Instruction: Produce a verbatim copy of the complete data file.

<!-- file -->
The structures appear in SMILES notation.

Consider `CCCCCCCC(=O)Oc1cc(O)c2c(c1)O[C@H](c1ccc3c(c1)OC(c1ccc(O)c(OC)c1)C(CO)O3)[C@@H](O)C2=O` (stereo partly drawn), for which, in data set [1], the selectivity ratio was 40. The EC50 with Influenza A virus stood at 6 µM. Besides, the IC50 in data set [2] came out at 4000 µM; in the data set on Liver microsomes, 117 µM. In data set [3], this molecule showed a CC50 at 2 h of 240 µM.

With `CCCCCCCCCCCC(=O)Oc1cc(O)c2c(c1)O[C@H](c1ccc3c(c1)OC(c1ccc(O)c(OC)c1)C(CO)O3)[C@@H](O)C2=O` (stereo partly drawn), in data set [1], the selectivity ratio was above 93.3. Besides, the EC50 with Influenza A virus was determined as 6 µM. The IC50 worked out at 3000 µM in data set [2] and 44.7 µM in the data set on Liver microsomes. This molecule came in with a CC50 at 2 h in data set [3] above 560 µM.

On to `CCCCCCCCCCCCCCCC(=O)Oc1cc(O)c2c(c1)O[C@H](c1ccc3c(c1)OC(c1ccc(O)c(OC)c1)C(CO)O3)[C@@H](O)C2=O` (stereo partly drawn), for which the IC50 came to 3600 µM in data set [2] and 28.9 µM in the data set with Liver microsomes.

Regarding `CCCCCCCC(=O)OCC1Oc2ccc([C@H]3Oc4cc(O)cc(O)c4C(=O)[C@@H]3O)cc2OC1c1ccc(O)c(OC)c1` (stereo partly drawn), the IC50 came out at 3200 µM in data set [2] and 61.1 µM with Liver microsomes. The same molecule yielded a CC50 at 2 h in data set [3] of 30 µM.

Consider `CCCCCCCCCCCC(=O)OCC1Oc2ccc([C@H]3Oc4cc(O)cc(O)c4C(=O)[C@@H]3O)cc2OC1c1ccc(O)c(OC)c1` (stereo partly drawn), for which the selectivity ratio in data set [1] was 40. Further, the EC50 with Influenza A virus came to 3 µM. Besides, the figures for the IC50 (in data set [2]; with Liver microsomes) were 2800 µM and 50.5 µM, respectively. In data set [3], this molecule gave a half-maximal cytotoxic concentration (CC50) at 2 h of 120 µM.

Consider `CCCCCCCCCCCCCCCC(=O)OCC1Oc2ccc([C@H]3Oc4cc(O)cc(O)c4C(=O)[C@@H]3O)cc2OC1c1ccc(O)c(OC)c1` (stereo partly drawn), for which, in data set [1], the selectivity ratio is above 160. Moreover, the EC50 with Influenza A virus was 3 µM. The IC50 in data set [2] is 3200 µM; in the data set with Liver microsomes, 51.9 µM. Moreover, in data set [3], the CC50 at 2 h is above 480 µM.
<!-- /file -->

The structures appear in SMILES notation.

Consider `CCCCCCCC(=O)Oc1cc(O)c2c(c1)O[C@H](c1ccc3c(c1)OC(c1ccc(O)c(OC)c1)C(CO)O3)[C@@H](O)C2=O` (stereo partly drawn), for which, in data set [1], the selectivity ratio was 40. The EC50 with Influenza A virus stood at 6 µM. Besides, the IC50 in data set [2] came out at 4000 µM; in the data set on Liver microsomes, 117 µM. In data set [3], this molecule showed a CC50 at 2 h of 240 µM.

With `CCCCCCCCCCCC(=O)Oc1cc(O)c2c(c1)O[C@H](c1ccc3c(c1)OC(c1ccc(O)c(OC)c1)C(CO)O3)[C@@H](O)C2=O` (stereo partly drawn), in data set [1], the selectivity ratio was above 93.3. Besides, the EC50 with Influenza A virus was determined as 6 µM. The IC50 worked out at 3000 µM in data set [2] and 44.7 µM in the data set on Liver microsomes. This molecule came in with a CC50 at 2 h in data set [3] above 560 µM.

On to `CCCCCCCCCCCCCCCC(=O)Oc1cc(O)c2c(c1)O[C@H](c1ccc3c(c1)OC(c1ccc(O)c(OC)c1)C(CO)O3)[C@@H](O)C2=O` (stereo partly drawn), for which the IC50 came to 3600 µM in data set [2] and 28.9 µM in the data set with Liver microsomes.

Regarding `CCCCCCCC(=O)OCC1Oc2ccc([C@H]3Oc4cc(O)cc(O)c4C(=O)[C@@H]3O)cc2OC1c1ccc(O)c(OC)c1` (stereo partly drawn), the IC50 came out at 3200 µM in data set [2] and 61.1 µM with Liver microsomes. The same molecule yielded a CC50 at 2 h in data set [3] of 30 µM.

Consider `CCCCCCCCCCCC(=O)OCC1Oc2ccc([C@H]3Oc4cc(O)cc(O)c4C(=O)[C@@H]3O)cc2OC1c1ccc(O)c(OC)c1` (stereo partly drawn), for which the selectivity ratio in data set [1] was 40. Further, the EC50 with Influenza A virus came to 3 µM. Besides, the figures for the IC50 (in data set [2]; with Liver microsomes) were 2800 µM and 50.5 µM, respectively. In data set [3], this molecule gave a half-maximal cytotoxic concentration (CC50) at 2 h of 120 µM.

Consider `CCCCCCCCCCCCCCCC(=O)OCC1Oc2ccc([C@H]3Oc4cc(O)cc(O)c4C(=O)[C@@H]3O)cc2OC1c1ccc(O)c(OC)c1` (stereo partly drawn), for which, in data set [1], the selectivity ratio is above 160. Moreover, the EC50 with Influenza A virus was 3 µM. The IC50 in data set [2] is 3200 µM; in the data set with Liver microsomes, 51.9 µM. Moreover, in data set [3], the CC50 at 2 h is above 480 µM.